Catlett’s Flavors Abroad offers new culinary experience to everyday dining

Students wanted more diversity in food options, and Catlett’s Flavors Abroad offers the opportunity to try new cuisine and learn about different cultures around the world.


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Kinsey Phipps, News Reporter

Residence-hall living brings daily dining-hall options for students. They feast on all the classics — pizza, cereal, burgers, and salad bar. This all-encompassing buffet is served daily, but many students say that after a while, the options lose their glory. Catlett’s Flavors Abroad seeks to combine variety and education to spice up the dining-hall experience.

When Catlett opened its doors in 2017, students told University Housing & Dining they wanted more diverse foods, Catlett operations manager Kelli Haught said. Once University Dining introduced the idea for Flavors Abroad, officials began to search for a way to make it happen in Catlett.

Catlett chef David Von Holten heard about the idea for Flavors Abroad, saw the equipment he was working with, and began researching recipes.

One thing Von Holten and his team strive for, he said, is an on-trend menu. He researches food trends not only in other university dining programs but also in top restaurants around the country. He tries to blend trends in the two establishments, he said.

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“I really like to challenge our staff. You have a variety of cooking techniques by featuring international foods,” Von Holten said. “It’s new to everybody as far as techniques and flavors go.”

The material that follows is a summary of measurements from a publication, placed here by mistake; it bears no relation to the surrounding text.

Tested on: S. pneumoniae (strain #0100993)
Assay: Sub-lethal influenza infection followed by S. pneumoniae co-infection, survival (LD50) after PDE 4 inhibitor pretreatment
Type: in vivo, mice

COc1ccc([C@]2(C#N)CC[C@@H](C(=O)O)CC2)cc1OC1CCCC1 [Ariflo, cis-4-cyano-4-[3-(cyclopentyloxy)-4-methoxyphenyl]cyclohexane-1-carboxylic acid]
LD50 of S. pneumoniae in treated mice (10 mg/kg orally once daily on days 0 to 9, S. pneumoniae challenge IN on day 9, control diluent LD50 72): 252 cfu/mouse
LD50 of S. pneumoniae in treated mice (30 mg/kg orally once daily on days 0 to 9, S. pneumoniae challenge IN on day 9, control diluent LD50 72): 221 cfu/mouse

Von Holten tries to be as authentic as possible when designing menus, he said. He researches popular trends, looks into the culture of the dish, develops recipes, and works with the team to make a one-serving meal multiply to serve 600 students.

For the Lunar New Year menu, Von Holten and his team sat down with Chinese students and did a taste test, asking the students how similar the dishes were to their native foods.

“You have a department, staff, and a chef that’s committed to providing diverse food options,” Haught said. “That commitment is there for that extra work.”

With new recipes being introduced each semester, staff members steadily work to provide new options from different cultures, Haught said. New recipes go through trial and error, she said.

“We are starting these new concepts like street tacos, and we are using our knowledge to put our best foot forward,” Haught said. “You don’t know how popular things are going to be; it’s always a bit of a guessing game.”

Another aspect to the UI’s dining experience is the focus on made-to-order items. Build-your-own burgers, pizzas, paninis, and Mexican grill stations are options featured daily at campus marketplaces. Catlett incorporated this into Flavors Abroad, as well, Von Holten said, with crêpes, tacos, dumplings, and noodles.

“I really do think it’s an advantage to see different foods from different places that you usually wouldn’t get to see,” said UI student Amanda Cvitko, a native of Brazil. “I really like that the UI has been consistently increasing outreach to the international population.”

In the end, the payoff is allowing students to step out of their culinary comfort zone and try something new, Von Holten said. Flavors Abroad will continue to incorporate new cultures and new tastes.

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